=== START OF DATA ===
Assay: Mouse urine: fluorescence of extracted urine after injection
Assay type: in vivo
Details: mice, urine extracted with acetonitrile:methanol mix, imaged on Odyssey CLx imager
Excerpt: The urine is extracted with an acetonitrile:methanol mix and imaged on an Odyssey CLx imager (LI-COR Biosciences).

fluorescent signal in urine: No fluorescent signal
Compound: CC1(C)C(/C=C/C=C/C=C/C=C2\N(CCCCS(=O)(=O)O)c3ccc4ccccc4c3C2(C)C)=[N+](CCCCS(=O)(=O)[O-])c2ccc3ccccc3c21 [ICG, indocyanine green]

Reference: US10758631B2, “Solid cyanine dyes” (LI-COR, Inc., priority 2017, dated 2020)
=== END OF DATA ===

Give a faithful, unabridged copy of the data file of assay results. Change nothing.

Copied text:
Assay: Mouse urine: fluorescence of extracted urine after injection
Assay type: in vivo
Details: mice, urine extracted with acetonitrile:methanol mix, imaged on Odyssey CLx imager
Excerpt: The urine is extracted with an acetonitrile:methanol mix and imaged on an Odyssey CLx imager (LI-COR Biosciences).

fluorescent signal in urine: No fluorescent signal
Compound: CC1(C)C(/C=C/C=C/C=C/C=C2\N(CCCCS(=O)(=O)O)c3ccc4ccccc4c3C2(C)C)=[N+](CCCCS(=O)(=O)[O-])c2ccc3ccccc3c21 [ICG, indocyanine green]

Reference: US10758631B2, “Solid cyanine dyes” (LI-COR, Inc., priority 2017, dated 2020)